An executive at a resort in the Bahamas also said that he had read the AP article and the resort offered the couple a honeymoon when they're ready for it. They will provide two round-trip air tickets and five nights with an ocean-view room "as kind of a way to make some new memories and help them get past what happened."



The National Weather Service said the tornado was 1.75 miles wide — a record for Mississippi. It killed 10 people, injured at least 49 and damaged about 700 homes as it plowed nearly 150 miles through state.


Hundreds of tornado survivors in Mississippi are getting help from strangers. Charities are providing meals and bottled water. Church groups, civic groups and random people from in state and out of state are in the storm-damaged areas to cut fallen trees and clear debris.

Hayden said a homeowners' insurance policy is paying hotel expenses for a week, and she and Moton hope to move into an apartment. She said they will reschedule the wedding when life becomes somewhat normal again.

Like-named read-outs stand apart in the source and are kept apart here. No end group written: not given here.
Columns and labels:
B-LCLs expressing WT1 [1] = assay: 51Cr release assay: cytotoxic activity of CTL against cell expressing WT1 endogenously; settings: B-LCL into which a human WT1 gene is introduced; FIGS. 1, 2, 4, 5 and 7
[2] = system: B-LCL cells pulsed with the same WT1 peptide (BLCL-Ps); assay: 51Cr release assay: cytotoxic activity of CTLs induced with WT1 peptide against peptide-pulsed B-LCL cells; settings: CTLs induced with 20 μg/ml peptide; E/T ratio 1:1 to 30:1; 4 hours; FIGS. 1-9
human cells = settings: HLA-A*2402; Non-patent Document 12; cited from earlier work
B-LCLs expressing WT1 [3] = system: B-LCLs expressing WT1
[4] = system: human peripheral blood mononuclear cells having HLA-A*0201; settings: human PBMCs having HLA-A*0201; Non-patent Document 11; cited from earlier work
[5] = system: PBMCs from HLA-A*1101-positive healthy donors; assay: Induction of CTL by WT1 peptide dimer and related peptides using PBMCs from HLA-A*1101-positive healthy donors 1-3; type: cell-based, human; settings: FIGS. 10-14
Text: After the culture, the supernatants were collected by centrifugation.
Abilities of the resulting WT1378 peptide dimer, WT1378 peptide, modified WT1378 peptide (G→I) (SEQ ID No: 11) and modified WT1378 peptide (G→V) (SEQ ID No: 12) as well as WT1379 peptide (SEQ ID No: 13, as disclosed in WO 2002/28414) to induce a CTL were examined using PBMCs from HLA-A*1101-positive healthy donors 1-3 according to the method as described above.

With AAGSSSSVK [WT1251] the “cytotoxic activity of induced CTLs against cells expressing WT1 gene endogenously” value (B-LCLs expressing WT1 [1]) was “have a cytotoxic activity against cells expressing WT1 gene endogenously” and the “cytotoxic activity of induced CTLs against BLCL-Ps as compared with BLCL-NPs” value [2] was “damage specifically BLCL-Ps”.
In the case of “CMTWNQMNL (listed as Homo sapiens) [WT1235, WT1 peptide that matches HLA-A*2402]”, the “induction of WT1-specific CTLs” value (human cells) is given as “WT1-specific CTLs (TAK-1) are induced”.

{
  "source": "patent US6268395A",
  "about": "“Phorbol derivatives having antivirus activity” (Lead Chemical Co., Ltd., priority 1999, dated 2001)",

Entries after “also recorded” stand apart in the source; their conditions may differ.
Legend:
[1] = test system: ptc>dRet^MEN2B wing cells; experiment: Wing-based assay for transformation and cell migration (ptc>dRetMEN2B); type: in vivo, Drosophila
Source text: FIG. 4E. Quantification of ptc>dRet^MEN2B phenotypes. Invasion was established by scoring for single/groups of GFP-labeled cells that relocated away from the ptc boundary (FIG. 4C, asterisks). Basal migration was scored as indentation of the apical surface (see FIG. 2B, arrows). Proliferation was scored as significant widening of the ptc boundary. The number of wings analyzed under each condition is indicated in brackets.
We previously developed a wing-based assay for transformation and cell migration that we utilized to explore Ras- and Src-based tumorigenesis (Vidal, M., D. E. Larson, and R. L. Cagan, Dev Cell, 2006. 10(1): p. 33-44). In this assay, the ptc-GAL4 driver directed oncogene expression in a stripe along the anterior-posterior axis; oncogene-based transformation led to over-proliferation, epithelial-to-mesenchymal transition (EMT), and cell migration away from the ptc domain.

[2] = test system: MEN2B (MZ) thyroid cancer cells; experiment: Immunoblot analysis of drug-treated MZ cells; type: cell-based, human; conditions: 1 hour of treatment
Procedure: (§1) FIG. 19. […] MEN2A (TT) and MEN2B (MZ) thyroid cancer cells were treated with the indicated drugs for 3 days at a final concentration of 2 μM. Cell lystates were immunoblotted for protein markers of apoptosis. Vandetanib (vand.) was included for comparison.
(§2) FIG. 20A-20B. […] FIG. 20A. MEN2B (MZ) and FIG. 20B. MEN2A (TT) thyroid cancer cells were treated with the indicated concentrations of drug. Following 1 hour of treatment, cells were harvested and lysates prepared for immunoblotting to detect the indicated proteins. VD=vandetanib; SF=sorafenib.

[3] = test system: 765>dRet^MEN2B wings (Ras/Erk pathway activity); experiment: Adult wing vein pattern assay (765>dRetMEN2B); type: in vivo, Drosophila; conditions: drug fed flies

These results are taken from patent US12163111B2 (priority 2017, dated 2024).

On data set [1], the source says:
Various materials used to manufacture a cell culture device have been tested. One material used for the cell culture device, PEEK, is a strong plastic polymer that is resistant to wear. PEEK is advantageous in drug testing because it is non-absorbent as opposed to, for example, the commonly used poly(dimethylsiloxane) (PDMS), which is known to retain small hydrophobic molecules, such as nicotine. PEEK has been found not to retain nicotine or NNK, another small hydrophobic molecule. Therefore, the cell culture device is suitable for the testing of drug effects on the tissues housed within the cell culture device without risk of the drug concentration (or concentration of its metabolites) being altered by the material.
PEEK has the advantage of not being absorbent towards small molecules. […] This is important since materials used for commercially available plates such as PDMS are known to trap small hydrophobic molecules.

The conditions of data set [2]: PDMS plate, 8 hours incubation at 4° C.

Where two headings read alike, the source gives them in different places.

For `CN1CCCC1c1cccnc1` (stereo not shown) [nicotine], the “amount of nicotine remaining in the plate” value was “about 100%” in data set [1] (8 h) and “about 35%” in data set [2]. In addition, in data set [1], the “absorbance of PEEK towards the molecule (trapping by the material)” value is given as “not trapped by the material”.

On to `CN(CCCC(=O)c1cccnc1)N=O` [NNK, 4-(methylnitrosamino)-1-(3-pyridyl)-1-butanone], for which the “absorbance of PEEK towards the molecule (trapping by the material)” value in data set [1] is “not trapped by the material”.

Excerpts taken from an article by EMILY WAGSTER PETTUS,

Associated Press Writer – Thu Apr 29

*****

We read so many stories in the news that tell of horrors and inhumanity from around the world. It is nice to have reaffirmation that there are so many people who are genuinely kind and giving who reach out to others in distress. This is a happy news story :-)

peacesojourner


Sunday, May 2, 2010

Sunday Reflection - Life is as Fleeting as a Rainbow


Life is as fleeting as a rainbow,


A star at dawn,


A flash of lightning.

Knowing this, how can you quarrel?” 
–Buddha

Photos from Astrology Today

*****


Romans 12:18 - Do everything possible on your part to live in peace with everybody



Saturday, May 1, 2010

Total # of U.S Troops Killed in Iraq and Afghanistan Wars – 5,444


War is a racket.

It always has been.